It’s so important that we develop empathy, develop an understanding of the lives of other human beings. So when we look at immigration, be it undocumented or documented, we must see the perspectives of individuals who’ve experienced it. To build empathy, we read stories— picture books and chapter books. Stories allow us to walk a mile in the shoes of another, in this case someone who has lived immigration.
These are my favorite picture books and chapter books about the issues surrounding immigration including refugees, migration, migrant work, deportation, poverty, and culture. I hope this list is helpful.
Picture Books About Immigration (and Migration)
Where Will I Live by Rosemary McCarney
Her Right Foot by Dave Eggers
I’m so impressed by Dave Eggers picture book, Her Right Foot, with gorgeous illustrations by Shawn Harris. As you might expect from Eggers, it’s FUNNY — I laughed out loud while reading. But, it’s more than that — it’s also interactive, informative, and insightful. In fact, this amazing book builds to a poignant and timely message about the meaning of the Statue of Liberty. Notice how her right foot is raised as if she’s stepping. Eggers wants us to notice that the Statue is moving. She is an immigrant, too. Her job of welcoming immigrants is active, never ending. Think about that for a moment. I think our country needs this book now more than ever.
A Different Pond by Bao Phi, illustrated by Thi Bui
Step into the shoes of a young boy who wakes up early to go fishing with his dad. As they fish for their dinner that evening, Bao’s helps his dad build a fire and put the fish in a bucket. His dad mentions fishing in a pond in his home country of Vietnam. Then the two return home so his dad can go to work. The illustrations and prose helps us feel the stillness of the early morning hours and the strong bond between father and son. Later, the entire family will gather together to eat the morning’s catch. This moving autobiographical picture book of an immigrant family gives us much to appreciate and ponder. I’m highly recommending this book for all classrooms.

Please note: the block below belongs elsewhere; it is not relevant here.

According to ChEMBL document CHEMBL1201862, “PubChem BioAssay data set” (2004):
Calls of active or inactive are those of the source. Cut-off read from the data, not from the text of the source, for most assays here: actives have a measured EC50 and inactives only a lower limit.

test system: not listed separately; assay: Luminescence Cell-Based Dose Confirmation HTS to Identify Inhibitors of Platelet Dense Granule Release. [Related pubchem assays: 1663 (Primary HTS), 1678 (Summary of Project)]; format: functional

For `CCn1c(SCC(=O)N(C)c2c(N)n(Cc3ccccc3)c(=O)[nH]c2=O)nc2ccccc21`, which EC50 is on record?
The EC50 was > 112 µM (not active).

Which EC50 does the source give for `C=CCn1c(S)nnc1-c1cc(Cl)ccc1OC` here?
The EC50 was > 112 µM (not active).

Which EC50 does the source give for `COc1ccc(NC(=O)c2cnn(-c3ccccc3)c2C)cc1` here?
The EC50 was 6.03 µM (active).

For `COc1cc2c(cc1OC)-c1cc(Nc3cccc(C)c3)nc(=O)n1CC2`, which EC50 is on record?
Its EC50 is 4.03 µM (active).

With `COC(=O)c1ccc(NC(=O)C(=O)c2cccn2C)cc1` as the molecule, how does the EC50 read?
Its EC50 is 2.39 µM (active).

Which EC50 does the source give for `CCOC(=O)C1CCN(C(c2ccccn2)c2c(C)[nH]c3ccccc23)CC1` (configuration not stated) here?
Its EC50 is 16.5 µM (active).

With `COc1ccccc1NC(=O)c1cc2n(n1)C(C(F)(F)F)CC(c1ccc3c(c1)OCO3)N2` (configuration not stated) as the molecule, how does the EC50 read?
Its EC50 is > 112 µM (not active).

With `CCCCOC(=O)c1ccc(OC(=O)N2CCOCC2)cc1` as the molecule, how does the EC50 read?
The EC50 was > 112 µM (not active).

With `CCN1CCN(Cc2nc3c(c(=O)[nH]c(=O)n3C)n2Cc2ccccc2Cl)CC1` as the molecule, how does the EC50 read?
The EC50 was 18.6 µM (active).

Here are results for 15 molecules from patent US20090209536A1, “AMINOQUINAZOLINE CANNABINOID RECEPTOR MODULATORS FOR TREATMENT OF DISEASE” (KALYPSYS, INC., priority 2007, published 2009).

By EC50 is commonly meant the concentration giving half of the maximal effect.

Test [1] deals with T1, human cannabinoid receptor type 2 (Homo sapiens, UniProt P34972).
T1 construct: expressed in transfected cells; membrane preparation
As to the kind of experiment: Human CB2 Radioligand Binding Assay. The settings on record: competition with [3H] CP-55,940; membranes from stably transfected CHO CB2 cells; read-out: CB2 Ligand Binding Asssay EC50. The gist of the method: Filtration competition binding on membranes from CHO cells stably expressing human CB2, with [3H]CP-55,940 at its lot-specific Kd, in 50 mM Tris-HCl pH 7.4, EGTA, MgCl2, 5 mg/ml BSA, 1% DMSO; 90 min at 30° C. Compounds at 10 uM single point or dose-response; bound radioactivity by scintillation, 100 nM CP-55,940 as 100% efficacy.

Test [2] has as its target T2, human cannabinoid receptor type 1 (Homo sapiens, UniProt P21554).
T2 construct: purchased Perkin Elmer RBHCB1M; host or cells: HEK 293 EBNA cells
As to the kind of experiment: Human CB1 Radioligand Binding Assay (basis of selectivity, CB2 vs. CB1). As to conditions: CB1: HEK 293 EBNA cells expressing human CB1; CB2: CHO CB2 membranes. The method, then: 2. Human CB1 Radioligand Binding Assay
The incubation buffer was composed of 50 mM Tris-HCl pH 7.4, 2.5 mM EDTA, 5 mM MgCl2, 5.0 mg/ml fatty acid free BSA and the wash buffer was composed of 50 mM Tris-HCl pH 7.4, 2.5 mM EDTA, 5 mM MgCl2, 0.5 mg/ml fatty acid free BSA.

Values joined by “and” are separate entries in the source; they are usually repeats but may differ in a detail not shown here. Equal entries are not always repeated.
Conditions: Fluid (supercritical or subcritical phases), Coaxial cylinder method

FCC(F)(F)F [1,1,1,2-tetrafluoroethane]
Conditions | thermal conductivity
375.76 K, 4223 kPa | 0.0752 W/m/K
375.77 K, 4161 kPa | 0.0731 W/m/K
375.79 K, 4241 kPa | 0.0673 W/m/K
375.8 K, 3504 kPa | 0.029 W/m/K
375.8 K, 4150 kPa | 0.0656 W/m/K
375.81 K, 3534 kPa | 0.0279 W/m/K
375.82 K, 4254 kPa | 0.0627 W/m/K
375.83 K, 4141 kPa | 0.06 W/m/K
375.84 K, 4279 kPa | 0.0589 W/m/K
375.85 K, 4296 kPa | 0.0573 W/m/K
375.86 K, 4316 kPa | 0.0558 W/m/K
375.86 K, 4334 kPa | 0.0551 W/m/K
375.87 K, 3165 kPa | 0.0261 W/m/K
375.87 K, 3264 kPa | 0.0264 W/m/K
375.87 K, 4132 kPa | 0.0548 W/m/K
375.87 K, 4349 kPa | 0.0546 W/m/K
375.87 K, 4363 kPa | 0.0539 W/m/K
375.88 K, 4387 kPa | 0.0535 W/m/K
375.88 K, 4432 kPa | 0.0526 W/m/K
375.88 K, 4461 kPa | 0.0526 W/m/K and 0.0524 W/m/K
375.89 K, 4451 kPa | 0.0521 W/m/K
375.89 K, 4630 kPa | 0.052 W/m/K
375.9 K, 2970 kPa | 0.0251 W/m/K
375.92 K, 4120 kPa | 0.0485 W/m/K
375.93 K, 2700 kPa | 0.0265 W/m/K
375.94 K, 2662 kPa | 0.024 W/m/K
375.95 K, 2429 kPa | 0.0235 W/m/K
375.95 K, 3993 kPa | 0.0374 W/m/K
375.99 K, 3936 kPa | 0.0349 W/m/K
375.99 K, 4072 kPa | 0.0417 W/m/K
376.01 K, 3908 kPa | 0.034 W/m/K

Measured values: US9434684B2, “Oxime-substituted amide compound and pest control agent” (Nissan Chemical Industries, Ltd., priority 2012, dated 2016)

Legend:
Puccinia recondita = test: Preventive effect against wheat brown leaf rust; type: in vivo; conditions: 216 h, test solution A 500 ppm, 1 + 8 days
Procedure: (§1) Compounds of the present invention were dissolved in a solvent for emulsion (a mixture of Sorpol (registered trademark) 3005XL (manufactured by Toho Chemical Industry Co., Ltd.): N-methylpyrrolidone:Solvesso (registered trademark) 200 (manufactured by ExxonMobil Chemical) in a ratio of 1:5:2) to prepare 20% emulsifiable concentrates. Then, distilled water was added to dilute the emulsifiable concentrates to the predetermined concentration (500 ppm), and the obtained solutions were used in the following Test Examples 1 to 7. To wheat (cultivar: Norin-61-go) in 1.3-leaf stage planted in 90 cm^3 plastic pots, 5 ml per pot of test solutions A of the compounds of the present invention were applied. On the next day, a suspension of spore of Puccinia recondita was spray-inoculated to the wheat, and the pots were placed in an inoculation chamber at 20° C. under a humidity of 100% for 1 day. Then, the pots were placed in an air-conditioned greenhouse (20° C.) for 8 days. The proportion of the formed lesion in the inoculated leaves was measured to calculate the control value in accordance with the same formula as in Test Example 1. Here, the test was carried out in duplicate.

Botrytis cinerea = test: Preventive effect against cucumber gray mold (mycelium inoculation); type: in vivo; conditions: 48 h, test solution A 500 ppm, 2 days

The Journey by Francesca Sanna
Evocative graphic art illustrate in metaphorical and literal images depict first a dark world with war. After the father is killed, the mother tells the kids they’re going on an adventure to someplace safe. Their journey is filled with obstacles and loss. All the while the mother keeps the kids safe. And one day, just like the migrating birds out the train window, the family hopes to find a new home.
Stepping Stones: A Refugee Family’s Journey by Margriet Ruurs, translated by Falah Raheem, art by Nizar Ali Badr
Rama and her family must flee their now dangerous Syrian village to escape the escalating civil war. Transformative stone art collages shows the family members walking with only what they can carry as they search for a safe place.
A Day’s Work by Eve Bunting
A young boy named Francisco accompanies his non-English speaking grandfather to look for day labor and gets him a job as a gardener, even though he knows nothing about it.
One Green Apple by Eve Bunting
Farah struggles being new in a country where she doesn’t understand the language or culture. But a field trip to an apple orchard helps her find common ground with her new peers.
My Name is Yoon by Helen Recorvits, illustrated by Gabi Swiatkowska
Yoon loves writing her name in Korean but her father insists she must write her name in English. Yoon decides she isn’t sure about her name in English and wonders if another name would be better.